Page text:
The $516.3 million county spending plan finalized Thursday will stick to a state-mandated baseline for school funding and will overhaul the way money is gathered for emergency services.
Four Frederick County commissioners voted to pass the operating budget for fiscal 2014, which will begin July 1. The new budget is roughly $45 million larger than last year's, primarily because it includes about $40 million in emergency services costs that previously were in a separate fund.
Citizen comment on the budget has centered on the commissioners' determination to support county public schools at the per-pupil minimum required by state law. School officials and parents had asked that commissioners provide an additional $15 million to the Board of Education, in addition to the roughly $244 million contribution already budgeted. They argued that taking into account inflation and rising costs, a static level of education funding actually ends up feeling like a decrease in county support.
Commissioners said they decided against beefing up their per-student contribution in part because it would commit the county to the higher level of funding in future years, an unwise move in a time of fiscal uncertainty. Even without the increase, the county is not skimping on its support for schools, Commissioner Paul Smith said.
"The maintenance of effort level we are funding is a level of excellence," said Smith, who prepared a four-page statement explaining his stance on school funding.
However, commissioners directed additional funds toward county schools through the fiscal 2014 capital budget, which they approved unanimously. The capital plan includes one-time allocations of $1.6 million for school bus radios and $700,000 for school security upgrades, as well as additional funding for maintenance projects and technology improvements.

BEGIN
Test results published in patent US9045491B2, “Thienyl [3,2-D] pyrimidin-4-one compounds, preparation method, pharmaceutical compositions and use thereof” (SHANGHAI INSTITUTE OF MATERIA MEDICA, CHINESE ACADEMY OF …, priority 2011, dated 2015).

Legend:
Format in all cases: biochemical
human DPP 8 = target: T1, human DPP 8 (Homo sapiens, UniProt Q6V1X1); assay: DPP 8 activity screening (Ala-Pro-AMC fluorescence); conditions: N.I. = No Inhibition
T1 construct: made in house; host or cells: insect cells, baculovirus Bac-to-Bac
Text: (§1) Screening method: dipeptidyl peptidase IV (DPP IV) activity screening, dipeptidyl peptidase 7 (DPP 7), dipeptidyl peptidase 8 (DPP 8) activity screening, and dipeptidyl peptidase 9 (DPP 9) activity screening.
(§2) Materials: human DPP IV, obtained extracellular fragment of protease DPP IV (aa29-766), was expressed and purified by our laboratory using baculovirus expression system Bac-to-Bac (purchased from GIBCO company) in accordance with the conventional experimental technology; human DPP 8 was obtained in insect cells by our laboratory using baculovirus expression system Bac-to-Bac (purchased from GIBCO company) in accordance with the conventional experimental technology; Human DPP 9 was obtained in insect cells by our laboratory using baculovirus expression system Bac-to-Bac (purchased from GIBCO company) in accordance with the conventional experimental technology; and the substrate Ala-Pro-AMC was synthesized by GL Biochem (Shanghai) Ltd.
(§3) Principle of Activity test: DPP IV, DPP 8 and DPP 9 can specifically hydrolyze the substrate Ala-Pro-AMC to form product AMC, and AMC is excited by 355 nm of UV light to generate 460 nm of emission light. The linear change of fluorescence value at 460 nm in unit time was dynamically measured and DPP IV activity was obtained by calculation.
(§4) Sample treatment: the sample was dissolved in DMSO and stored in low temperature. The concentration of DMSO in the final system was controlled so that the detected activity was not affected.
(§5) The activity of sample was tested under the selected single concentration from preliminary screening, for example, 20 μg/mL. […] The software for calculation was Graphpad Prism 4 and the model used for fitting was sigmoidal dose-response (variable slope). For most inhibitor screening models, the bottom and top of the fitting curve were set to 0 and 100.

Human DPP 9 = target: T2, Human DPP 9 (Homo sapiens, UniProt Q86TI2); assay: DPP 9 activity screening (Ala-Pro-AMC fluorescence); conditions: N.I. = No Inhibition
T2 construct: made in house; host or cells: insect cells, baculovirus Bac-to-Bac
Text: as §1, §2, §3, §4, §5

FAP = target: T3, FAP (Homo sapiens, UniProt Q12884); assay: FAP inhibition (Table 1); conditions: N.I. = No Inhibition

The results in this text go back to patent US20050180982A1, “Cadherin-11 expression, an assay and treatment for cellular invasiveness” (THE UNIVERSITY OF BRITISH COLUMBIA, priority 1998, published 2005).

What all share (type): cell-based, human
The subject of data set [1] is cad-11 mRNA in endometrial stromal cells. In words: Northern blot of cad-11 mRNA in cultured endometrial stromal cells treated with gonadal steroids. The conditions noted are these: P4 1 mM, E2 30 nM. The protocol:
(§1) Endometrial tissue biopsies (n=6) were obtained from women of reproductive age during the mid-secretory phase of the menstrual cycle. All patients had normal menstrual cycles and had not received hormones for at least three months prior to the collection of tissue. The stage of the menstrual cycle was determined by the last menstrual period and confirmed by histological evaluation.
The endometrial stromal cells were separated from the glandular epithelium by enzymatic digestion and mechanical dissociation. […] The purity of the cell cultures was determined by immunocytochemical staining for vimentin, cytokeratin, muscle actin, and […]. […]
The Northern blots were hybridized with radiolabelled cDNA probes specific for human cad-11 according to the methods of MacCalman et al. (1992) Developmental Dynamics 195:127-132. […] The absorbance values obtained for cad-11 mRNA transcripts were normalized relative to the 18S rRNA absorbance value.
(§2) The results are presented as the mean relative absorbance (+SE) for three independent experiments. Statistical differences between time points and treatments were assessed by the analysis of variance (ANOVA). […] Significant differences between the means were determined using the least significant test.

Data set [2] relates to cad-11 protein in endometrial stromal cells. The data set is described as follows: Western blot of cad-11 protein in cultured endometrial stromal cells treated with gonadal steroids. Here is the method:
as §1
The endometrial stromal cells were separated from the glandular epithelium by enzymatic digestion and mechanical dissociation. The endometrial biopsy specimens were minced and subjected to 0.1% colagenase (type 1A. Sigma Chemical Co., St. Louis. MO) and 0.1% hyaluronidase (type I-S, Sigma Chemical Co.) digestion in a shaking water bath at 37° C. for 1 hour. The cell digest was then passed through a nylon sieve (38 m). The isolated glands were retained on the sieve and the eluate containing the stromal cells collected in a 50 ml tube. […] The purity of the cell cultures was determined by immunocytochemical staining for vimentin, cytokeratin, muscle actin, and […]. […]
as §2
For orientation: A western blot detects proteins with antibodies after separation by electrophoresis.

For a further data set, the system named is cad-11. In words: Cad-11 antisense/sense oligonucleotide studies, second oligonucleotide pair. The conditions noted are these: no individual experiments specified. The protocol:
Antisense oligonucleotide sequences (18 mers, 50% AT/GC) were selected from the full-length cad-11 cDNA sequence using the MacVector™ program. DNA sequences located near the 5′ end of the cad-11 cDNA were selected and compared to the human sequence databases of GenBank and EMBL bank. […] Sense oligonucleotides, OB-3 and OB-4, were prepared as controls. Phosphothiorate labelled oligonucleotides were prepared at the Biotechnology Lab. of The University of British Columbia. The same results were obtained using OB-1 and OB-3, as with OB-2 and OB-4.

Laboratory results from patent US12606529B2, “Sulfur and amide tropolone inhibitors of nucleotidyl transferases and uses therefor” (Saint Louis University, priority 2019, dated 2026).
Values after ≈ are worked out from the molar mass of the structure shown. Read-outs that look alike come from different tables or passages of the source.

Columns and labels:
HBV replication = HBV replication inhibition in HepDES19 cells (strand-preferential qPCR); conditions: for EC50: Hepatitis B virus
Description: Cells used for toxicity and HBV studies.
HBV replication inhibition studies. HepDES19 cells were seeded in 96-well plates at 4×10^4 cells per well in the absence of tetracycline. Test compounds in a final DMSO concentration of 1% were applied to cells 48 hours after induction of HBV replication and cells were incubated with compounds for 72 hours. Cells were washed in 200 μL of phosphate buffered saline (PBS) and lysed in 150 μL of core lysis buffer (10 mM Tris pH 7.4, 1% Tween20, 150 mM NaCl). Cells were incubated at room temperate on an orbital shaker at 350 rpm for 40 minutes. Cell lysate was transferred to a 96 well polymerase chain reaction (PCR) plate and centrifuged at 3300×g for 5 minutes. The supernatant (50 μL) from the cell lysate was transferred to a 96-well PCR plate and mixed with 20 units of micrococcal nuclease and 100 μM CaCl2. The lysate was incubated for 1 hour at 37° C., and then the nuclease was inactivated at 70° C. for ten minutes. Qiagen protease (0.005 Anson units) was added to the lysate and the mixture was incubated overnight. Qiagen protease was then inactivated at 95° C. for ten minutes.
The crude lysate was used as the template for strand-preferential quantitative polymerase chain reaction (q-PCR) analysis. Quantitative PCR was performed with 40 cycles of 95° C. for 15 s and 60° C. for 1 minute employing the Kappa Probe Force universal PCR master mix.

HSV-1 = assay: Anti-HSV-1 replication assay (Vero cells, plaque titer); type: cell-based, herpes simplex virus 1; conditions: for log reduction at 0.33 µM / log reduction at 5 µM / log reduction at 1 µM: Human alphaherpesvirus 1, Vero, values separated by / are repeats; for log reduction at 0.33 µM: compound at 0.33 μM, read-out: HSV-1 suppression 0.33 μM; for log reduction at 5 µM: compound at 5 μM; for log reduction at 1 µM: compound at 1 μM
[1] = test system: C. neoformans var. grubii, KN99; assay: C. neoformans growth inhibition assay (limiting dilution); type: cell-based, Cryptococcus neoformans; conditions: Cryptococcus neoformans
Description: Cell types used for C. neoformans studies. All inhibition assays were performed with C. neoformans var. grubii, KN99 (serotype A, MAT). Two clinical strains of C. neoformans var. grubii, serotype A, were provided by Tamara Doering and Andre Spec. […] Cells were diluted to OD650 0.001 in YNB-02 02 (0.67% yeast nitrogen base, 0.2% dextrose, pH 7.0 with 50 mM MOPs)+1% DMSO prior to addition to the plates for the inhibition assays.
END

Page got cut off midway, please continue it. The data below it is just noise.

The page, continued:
The operating budget approved Thursday will raise overall tax rates for about 23 percent of county property owners through sweeping changes to emergency services funding.
The overhaul will abolish the fire tax and simultaneously raise property taxes from 93.6 cents per $100 of assessed value to $1.064 per $100 of assessed value. The changes will result in no net increase for most property owners, but some will see their combined rate jump by 4.8 cents per $100.
Commissioners President Blaine Young said the changes were necessitated by large shortfalls in the fire and rescue fund. Increasing taxes on some residents is preferable to slashing emergency services staffing or salaries, he said.
In addition, moving emergency services into the general fund allows it to take its place as one of the county's core services, Young said.
Commissioner David Gray, who voted against the operating budget, said he didn't agree with the changes to the fire and rescue system and didn't approve of the fiscal plan's cuts to grant-in-aid funding. The board majority's decision to move forward with the budget demonstrates lack of interest in the wishes of the community, he argued.
"We had the required public hearings, but the process really did not involve the public in a really meaningful way," Gray said.
Also included in the operating budget is a 1 percent cost-of-living adjustment and merit step increase for county employees.
Eliminating vacant positions resulted in $1 million in budgetary savings this year, according to a county news release. The release also noted that since 2009, the county workforce has shrunk by 432 positions.
The Board of County Commissioners on Thursday also signed off on the $69 million capital budget for fiscal 2014 and a six-year plan for capital improvements.
The plan accelerated the design phase of the Urbana Area Elementary School project by one year.